Charles Arthur reports on The Guardian how Google maps lost to Apple maps when everyone thought it had won.

The break with the iPhone came when Apple became frustrated in late 2009 by Google’s refusal to provide turn-by-turn navigation for maps on the iPhone – a feature which was available on Google’s own Android, and which is hugely useful for car drivers. “They broke their promise,” one Apple executive told the Guardian. Google also wanted to collect more data from Apple users via maps, such as through its Latitude product, and held off offering vector graphics (which store data more efficiently, and can work offline). That sparked Apple’s decision to develop its own maps offering, licensing data from TomTom and other providers.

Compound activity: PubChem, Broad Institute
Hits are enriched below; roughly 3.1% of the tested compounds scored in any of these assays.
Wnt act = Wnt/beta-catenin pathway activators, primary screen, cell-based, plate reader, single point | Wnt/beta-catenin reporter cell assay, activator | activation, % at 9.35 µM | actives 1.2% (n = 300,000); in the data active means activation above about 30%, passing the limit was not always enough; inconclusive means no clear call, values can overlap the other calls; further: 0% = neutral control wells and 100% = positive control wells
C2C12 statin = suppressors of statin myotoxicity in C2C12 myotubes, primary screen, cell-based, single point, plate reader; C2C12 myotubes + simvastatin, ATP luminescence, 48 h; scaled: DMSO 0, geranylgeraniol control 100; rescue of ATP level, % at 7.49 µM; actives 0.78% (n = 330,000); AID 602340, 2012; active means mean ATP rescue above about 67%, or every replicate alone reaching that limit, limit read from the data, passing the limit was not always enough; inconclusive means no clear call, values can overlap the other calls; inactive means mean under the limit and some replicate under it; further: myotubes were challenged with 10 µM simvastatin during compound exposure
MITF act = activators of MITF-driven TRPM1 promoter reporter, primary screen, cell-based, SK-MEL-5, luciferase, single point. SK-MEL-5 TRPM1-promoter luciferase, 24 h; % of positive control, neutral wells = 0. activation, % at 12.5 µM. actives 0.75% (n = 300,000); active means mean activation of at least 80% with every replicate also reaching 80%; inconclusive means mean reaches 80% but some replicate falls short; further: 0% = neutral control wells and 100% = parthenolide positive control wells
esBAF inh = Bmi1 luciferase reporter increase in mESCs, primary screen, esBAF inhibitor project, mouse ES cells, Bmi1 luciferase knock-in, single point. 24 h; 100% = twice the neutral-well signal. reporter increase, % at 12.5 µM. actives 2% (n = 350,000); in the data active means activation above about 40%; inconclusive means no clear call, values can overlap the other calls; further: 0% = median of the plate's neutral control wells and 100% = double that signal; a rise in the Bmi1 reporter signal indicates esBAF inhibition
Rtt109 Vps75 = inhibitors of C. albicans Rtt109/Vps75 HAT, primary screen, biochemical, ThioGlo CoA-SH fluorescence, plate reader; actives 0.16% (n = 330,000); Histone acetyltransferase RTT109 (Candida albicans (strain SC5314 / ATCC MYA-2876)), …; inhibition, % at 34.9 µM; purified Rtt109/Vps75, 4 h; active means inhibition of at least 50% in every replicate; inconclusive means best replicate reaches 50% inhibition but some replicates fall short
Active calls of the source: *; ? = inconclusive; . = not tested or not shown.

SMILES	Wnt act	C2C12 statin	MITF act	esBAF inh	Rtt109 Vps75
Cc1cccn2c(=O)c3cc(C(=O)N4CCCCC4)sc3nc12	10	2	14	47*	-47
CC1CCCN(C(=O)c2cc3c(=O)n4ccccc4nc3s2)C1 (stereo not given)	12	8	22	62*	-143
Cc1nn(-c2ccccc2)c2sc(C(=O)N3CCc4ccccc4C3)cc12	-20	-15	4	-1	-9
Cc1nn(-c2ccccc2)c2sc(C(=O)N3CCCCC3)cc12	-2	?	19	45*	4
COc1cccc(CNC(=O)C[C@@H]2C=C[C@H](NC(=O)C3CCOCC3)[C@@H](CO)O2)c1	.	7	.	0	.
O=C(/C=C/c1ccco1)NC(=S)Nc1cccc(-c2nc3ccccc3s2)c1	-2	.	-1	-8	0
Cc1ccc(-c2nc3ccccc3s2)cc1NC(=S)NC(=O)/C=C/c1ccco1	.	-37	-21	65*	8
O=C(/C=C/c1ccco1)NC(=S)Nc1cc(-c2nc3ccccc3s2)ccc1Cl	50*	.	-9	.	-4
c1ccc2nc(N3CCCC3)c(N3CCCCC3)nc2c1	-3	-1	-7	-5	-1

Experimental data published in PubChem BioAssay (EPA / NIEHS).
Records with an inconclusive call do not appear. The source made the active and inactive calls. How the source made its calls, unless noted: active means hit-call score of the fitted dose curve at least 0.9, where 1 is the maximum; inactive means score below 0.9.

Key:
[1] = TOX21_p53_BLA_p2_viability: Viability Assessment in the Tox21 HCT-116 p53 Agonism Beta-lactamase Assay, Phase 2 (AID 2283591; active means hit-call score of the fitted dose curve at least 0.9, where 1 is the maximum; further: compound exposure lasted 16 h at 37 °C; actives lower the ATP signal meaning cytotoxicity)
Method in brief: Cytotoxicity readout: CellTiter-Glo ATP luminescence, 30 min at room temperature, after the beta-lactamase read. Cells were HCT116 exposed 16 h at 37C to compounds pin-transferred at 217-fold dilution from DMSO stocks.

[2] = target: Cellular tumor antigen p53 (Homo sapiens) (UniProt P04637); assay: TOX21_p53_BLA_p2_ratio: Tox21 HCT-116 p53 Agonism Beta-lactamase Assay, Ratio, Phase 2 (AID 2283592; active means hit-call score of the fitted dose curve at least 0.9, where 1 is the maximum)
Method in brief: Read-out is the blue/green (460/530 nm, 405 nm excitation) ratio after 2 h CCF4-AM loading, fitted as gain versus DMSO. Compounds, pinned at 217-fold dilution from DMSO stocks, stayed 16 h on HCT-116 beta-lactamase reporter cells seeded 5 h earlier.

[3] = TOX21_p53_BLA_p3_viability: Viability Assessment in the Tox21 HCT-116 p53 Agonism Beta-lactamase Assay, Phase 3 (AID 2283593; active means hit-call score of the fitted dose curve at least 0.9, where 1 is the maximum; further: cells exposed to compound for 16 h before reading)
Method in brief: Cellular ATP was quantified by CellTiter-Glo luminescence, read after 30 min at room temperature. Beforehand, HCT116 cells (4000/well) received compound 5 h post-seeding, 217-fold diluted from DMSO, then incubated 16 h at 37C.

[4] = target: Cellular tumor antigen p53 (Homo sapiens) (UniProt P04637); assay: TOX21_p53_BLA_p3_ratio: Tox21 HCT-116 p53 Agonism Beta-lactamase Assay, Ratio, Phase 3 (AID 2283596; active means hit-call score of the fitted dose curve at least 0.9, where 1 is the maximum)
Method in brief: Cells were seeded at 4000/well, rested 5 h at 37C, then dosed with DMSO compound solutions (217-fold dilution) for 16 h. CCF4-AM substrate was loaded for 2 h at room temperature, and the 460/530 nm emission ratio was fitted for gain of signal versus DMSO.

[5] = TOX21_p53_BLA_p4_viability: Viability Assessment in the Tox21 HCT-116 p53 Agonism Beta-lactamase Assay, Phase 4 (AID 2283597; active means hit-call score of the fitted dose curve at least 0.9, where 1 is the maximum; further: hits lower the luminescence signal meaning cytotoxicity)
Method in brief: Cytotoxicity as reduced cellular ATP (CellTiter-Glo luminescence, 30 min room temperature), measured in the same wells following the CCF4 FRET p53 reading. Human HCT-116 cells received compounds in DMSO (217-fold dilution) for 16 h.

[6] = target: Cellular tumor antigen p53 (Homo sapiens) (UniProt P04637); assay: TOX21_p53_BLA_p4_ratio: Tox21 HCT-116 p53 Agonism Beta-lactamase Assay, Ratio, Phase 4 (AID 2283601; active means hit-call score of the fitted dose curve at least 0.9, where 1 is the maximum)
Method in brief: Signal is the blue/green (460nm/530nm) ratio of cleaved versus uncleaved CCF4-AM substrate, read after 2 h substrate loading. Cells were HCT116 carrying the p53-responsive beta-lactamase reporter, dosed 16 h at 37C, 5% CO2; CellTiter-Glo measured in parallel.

According to ComScore, in September 2012 – just ahead of the introduction of Apple Maps – there were a total of 81.1m users of Google Maps, out of a total of 103.6m iPhones and Android phones users.

Latest figures from ComScore, published for September 2013, say that the total number of iPhones and Android phones in the US has grown to 136.7m, the number who used the Google Maps app has kept dropping – down to 58.8m – while the number of Apple Maps users stands at 35m out of a total iPhone population of 60.1m.

It also noted that iOS users tended to use maps more often – 9.7m used it once a day, against 7.2m for Android. In addition, iPhone users spent longer on maps than Android users – 75.5 minutes per month, against 56.2 minutes for Android.